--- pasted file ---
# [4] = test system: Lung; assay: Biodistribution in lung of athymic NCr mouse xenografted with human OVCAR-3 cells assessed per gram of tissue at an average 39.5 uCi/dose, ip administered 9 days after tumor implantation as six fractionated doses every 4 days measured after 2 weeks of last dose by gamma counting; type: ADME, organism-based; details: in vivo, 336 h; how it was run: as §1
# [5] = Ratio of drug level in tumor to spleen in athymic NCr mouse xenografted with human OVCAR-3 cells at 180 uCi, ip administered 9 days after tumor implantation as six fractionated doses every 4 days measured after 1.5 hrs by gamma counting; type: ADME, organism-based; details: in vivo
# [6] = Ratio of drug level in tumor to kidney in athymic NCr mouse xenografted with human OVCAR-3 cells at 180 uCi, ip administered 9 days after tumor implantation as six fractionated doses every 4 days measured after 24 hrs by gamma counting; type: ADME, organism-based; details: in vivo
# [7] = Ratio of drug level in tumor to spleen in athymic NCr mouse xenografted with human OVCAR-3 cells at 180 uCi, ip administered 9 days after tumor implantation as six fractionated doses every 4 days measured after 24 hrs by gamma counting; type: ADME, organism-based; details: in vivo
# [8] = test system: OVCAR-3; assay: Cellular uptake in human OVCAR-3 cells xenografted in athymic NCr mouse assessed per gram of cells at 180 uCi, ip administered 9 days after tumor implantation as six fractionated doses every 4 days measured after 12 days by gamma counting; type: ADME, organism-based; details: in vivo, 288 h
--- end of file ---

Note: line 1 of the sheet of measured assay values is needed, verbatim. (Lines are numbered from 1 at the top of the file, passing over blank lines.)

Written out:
# [4] = test system: Lung; assay: Biodistribution in lung of athymic NCr mouse xenografted with human OVCAR-3 cells assessed per gram of tissue at an average 39.5 uCi/dose, ip administered 9 days after tumor implantation as six fractionated doses every 4 days measured after 2 weeks of last dose by gamma counting; type: ADME, organism-based; details: in vivo, 336 h; how it was run: as §1